Abstract & Excerpt: June 2023


    Amazon India link for TMYS Review June 2023 will be available here.

    (Available worldwide via Amazon)



    NOTE FROM THE SERIES EDITOR by Dr. Sourav Banerjee


    TMYS Review, a quarterly imprint of www.tellmeyourstory.biz (TMYS), began in 2020 with the vision of popularising stories from personal experiences and academic research. Diverse themes covered under TMYS Review are conscious about documenting women's history of a generation because for every subject, every topic, women have a different story to tell which points towards all those aspects that the society as a whole and people individually must take note and respond to. The effort has been recognised by global thought leaders and universities with their generous participation and/or collaborations. TMYS Review works on sparking gender sensitivity by engaging a community of emerging and established scholars/writers through creative writing and critical thinking. The primary audience comprises of students – the future torchbearers and other literary enthusiasts, who are constantly inspiring and moulding the world with their words.



    EDITORIAL By Dr. Protim Sharma (Project Lead)


    The concept of "identity," whether viewed from an individual or collective socio-political perspective, cannot be simplistic or linear. Instead, it is a construct that emerges from intersecting and conflicting discourses, practices, and perceptions. As a result, it represents an ongoing recontextualization of the broader term "culture." These interdependent entities, which constitute the entirety of human existence, serve as active domains where the narratives take shape. The implicit sense of self is largely shaped by the way we perceive our explicit roles and positions within society. These positions act as differentiating factors that contribute to the division of social identities within a culture.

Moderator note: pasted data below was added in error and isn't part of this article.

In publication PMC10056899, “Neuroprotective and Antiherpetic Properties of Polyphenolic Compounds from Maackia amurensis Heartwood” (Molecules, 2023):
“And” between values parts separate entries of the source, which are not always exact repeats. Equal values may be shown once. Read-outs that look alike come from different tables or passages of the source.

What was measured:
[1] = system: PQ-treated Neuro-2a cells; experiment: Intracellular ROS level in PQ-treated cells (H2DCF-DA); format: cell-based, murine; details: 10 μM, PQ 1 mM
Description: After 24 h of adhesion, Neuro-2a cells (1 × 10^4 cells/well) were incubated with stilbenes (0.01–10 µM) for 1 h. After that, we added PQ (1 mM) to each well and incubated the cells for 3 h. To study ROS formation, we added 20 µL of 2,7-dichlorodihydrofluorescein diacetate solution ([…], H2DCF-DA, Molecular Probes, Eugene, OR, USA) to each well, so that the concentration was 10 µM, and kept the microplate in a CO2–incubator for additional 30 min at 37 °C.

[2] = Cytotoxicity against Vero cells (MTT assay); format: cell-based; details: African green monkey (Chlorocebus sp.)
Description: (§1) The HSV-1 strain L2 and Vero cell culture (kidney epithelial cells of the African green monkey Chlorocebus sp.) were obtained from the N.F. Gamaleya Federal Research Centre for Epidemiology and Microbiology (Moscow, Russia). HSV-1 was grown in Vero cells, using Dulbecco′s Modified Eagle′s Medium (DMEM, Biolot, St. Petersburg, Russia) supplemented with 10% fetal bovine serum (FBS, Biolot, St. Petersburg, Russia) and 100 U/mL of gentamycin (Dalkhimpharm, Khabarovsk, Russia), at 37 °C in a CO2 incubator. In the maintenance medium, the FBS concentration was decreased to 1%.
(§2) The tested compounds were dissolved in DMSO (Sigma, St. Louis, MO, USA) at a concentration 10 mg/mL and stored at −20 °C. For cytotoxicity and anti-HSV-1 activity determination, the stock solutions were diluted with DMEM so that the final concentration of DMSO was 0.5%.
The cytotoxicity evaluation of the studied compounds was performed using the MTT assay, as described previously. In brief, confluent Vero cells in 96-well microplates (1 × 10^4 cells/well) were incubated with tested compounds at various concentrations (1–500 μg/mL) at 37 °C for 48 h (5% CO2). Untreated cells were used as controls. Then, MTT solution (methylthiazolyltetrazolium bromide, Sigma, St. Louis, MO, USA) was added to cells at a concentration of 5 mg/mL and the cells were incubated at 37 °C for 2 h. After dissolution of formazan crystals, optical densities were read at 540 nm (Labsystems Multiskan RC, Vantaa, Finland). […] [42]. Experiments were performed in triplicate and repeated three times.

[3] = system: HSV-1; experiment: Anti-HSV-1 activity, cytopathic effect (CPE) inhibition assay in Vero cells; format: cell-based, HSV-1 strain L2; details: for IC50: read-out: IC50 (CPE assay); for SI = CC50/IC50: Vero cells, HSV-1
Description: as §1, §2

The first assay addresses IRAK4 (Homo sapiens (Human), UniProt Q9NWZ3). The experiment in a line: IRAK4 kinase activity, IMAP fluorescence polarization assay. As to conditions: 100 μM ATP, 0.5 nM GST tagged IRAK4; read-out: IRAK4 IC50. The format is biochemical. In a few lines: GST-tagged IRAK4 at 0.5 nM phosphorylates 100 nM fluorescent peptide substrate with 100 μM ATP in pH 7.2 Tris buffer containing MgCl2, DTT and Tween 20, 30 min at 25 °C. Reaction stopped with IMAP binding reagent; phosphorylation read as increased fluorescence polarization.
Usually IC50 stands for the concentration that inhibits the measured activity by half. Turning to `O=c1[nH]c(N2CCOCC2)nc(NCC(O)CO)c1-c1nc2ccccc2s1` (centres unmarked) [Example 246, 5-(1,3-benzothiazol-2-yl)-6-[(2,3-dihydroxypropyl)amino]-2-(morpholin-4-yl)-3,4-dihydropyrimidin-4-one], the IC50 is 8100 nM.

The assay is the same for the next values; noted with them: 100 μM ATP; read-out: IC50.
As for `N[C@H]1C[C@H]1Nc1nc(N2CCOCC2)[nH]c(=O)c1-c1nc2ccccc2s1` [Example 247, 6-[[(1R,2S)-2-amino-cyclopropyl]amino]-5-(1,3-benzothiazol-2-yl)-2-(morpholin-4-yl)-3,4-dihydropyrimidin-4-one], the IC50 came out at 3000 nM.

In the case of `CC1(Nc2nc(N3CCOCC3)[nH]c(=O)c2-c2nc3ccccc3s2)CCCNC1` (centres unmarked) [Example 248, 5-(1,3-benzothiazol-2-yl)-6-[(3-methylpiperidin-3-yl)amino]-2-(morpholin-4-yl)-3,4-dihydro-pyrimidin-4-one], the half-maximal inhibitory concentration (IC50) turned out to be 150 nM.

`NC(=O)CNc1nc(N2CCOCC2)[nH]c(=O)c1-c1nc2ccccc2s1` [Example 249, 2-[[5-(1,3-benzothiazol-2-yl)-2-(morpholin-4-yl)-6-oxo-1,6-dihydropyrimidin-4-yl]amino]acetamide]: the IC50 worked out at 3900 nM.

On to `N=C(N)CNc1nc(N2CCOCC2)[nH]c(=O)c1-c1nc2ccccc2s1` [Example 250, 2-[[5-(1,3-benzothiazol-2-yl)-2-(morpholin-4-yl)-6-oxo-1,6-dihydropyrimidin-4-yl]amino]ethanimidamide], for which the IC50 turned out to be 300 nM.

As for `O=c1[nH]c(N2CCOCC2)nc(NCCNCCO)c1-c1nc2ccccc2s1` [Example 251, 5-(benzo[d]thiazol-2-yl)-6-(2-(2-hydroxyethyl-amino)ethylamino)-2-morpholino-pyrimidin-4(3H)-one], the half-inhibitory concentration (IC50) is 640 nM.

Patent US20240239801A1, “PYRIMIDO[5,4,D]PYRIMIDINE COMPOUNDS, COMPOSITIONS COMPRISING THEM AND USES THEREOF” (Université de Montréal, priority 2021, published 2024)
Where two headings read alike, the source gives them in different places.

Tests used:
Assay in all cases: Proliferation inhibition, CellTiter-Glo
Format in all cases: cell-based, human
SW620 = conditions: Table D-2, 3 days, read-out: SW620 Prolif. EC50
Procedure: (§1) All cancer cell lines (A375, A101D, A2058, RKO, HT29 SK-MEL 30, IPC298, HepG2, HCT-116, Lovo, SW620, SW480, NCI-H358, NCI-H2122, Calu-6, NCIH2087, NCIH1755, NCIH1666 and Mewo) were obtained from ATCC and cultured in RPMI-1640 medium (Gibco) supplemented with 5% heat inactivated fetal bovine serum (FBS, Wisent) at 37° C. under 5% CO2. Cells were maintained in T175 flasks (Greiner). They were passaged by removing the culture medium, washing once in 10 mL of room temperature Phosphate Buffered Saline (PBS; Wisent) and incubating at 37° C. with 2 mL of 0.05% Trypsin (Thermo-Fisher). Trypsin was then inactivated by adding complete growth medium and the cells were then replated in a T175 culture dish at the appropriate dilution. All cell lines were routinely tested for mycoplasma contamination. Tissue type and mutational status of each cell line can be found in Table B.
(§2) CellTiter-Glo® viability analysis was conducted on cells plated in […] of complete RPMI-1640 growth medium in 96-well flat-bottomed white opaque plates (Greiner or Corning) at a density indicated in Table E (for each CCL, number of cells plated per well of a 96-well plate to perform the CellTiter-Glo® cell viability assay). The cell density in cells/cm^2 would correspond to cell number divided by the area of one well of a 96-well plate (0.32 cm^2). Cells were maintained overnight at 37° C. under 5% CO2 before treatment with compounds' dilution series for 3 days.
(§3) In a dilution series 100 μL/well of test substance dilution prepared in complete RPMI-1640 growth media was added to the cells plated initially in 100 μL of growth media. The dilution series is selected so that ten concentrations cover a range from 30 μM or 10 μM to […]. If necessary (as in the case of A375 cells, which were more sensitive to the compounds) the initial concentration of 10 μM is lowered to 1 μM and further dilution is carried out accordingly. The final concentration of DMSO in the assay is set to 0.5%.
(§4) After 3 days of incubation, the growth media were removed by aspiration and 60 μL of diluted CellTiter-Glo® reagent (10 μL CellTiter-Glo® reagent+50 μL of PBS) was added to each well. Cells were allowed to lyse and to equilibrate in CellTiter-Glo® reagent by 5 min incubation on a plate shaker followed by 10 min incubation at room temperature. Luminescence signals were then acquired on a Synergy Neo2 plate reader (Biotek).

Tribal communities have played a significant role in shaping the diverse tapestry of human civilization. Their distinct identities, rich cultures, and unique histories deserve proper recognition and representation in history. The historical representation of tribes in mainstream narratives has been plagued by misconceptions, marginalization, and even deletion. The historical narratives we come across often overlook the contributions and struggles of Indigenous tribes. So, it goes without saying that we address this by delving into tribal history, acknowledging their contribution to human society, and ensuring their representation in historical discourse. It is crucial to foster a more inclusive and accurate understanding of our shared past. It is only through such efforts that we can build a future that respects the rich tapestry of human diversity and ensures the preservation of tribal cultures for generations to come.





    Poet: Ruma Chakraborty

    NAWA BIHAN (New Mom)

    Phulmoni walks with her friends to school

    Over the crunching pebbles of the red path

    Through the quiet glade of the canopied trees

    Across the verdant greens of the swaying crops

    All the while talking shop with her giggling motley

    Her large, dark kohl-lined deer eyes dart with life

    Here, there and light up with joy when she sees Satyacharan

    Tendrils of smoke curling into a smoky haze around the bidi alight on his wiry lips.



    Poet: Dr. Vandita Dharni


    For we carry identity in silvered horizons of our palms

    not in silver spoons but in intersections between primitive

    and evolving, landscape and empty space, lost shadows

    ever haunting. There it is we dwell, blizzards in an endless haze,

    draped warm in earthy colours of literature, tradition, magic

    and mystique, three thousand grains old, all lost, forsaken.

    As nomadic cattle herders, trade and travel have adopted us,

    through deserts, ridges, wetlands in tanda lines headed by a naik.


    Poet: Ekta Verma


    The stars in the sky have fallen,

    The directions have been blown.

    The rivers have been stopped somewhere above

    Flowing is no longer their mandatory rule.

    The children who till now drank water from the hands of their fathers,

    No need to learn making chullu

    compass needle

    Now does not stop by going to the north,

    Earth's magnetic forces

    Have been dug out and sold.



    Tribals do not migrate alone.

    Climbing on their shoulders 

    even the forest is displaced little by little.


    They carry the stars with them 

    picked from the roofs and place in a swag of seeds.

    Otherwise, how is it that the bright starry sky looks buried in a puddle of ash